Gawker had more than its fair share of stories designed merely to draw eyeballs to its website and its "everything is fair game" approach to reporting stories raised plenty of questions and criticism.

As a journalist, I find it's important to ask myself whether or not something is newsworthy before publishing it. If Peter Thiel had been running a Ponzi scheme, it's not only newsworthy but it's a journalist's duty to report it. But is it really newsworthy to out Thiel as gay, even if it is true?

It's not illegal to report something that isn't newsworthy, nor can somebody sue an outlet for libel for reporting something that's not newsworthy if the item is true. (In order for a plaintiff to succeed with a libel claim, it must prove what was reported was known to be false and that actual malice took place in reporting.) But the mindset that anything that is true must be reported is what leads people to losing respect for media outlets, especially if they believe the media outlet only cares about how many people read the content, not whether it actually serves the public good.

But for all of Gawker's faults, its demise should still concern journalists and the general public. Gawker has had more than its fair share of strong reporting, reporting that was absolutely newsworthy. For example, Gawker was vigilant in obtaining information about Hillary Clinton using a private e-mail server for classified government material -- news that even the most ardent Gawker critic would have a hard time arguing shouldn't have been reported.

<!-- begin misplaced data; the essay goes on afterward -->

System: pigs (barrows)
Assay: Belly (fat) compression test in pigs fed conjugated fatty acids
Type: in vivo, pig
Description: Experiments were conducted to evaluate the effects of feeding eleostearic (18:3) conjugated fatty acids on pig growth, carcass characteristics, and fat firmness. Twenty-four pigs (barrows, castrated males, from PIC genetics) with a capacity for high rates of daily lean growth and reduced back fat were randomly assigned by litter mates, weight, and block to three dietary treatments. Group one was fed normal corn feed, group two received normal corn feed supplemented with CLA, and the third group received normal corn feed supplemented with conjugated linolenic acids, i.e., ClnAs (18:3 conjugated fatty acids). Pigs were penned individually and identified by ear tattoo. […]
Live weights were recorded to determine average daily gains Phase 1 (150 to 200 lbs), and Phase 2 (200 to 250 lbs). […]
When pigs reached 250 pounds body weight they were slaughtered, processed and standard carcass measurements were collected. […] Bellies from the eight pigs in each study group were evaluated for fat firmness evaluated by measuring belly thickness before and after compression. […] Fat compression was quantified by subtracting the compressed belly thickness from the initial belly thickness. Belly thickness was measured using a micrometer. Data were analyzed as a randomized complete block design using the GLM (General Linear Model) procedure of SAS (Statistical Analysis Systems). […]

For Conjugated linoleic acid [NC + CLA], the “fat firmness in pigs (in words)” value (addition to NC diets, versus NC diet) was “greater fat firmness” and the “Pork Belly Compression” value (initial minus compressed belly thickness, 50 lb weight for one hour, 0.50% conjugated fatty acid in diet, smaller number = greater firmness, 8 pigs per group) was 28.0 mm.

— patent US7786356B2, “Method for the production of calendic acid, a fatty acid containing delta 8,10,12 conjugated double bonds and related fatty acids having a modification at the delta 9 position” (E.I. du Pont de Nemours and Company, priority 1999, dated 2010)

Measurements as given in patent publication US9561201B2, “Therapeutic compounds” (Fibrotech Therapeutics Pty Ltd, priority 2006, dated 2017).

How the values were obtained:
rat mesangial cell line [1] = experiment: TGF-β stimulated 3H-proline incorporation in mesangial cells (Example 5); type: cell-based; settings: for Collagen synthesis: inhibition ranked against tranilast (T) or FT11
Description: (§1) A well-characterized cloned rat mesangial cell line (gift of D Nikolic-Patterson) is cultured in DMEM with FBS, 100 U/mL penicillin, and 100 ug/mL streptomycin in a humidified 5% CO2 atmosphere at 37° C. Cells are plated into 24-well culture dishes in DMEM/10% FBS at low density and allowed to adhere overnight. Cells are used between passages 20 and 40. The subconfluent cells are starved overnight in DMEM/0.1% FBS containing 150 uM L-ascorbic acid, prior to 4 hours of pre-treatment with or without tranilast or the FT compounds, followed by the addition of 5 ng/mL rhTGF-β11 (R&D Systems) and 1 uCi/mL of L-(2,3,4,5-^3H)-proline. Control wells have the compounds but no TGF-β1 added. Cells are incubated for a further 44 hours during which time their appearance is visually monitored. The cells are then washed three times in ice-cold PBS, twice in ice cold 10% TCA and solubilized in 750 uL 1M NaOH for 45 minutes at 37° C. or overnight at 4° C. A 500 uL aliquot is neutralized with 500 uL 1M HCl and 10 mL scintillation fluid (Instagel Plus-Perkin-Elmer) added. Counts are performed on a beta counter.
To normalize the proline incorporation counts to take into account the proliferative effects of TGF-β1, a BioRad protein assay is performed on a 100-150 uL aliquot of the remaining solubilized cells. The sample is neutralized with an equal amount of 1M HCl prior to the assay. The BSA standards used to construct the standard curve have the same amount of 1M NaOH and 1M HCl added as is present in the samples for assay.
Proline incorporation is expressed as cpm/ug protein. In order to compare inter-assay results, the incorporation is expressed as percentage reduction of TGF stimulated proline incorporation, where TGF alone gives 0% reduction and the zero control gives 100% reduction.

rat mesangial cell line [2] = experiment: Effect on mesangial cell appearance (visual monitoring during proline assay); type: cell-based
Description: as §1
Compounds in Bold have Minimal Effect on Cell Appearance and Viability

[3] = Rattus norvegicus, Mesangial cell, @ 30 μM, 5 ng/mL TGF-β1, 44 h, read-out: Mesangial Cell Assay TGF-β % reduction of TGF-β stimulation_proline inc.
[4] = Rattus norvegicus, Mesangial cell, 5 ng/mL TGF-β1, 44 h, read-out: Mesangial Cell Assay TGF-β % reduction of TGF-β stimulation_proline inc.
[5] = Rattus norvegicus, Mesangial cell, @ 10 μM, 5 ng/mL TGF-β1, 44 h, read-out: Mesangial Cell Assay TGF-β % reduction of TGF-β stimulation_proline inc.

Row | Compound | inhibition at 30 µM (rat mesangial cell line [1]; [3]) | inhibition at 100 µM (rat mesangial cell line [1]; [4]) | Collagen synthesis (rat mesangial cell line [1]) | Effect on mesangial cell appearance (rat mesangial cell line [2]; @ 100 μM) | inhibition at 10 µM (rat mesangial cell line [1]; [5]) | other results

It's reporting like that which gets threatened when somebody like Thiel comes along and bankrolls a lawsuit for somebody like Hogan, even if Thiel and Hogan had legitimate claims that the stories Gawker reported about them were not newsworthy and, in the case of Hogan, the information Gawker reported was illegally passed on to the outlet. But even if Gawker engaged in questionable tactics, the outlet did not deserve, for practical purposes, to be sued out of existence.

Gawker's demise could have serious ramifications for what happens when another outlet considers reporting news about a wealthy individual. While responsible outlets should discuss news received and whether or not it benefits the reader to report it, the fact so many outlets are owned by corporations who may be leery of lawsuits might result in CEOs advising journalists who work for them not to report on anything that might get an outlet sued.

It would be easy to say that journalists need to carefully consider what should and shouldn't be reported. In fact, that was good advice for Gawker and what amounted to a "no holds barred" approach to reporting on whatever a public figure or official did or was like.

But there is as much to worry about when an outlet is essentially shut down by somebody who arguably held a grudge against the outlet -- even if some of his claims against the outlet are valid. Because you never know when the next person holding a grudge tries the same tactic, when that person may not have a valid claim at all.

Sunday, August 14, 2016

How Your Progress Can Motivate You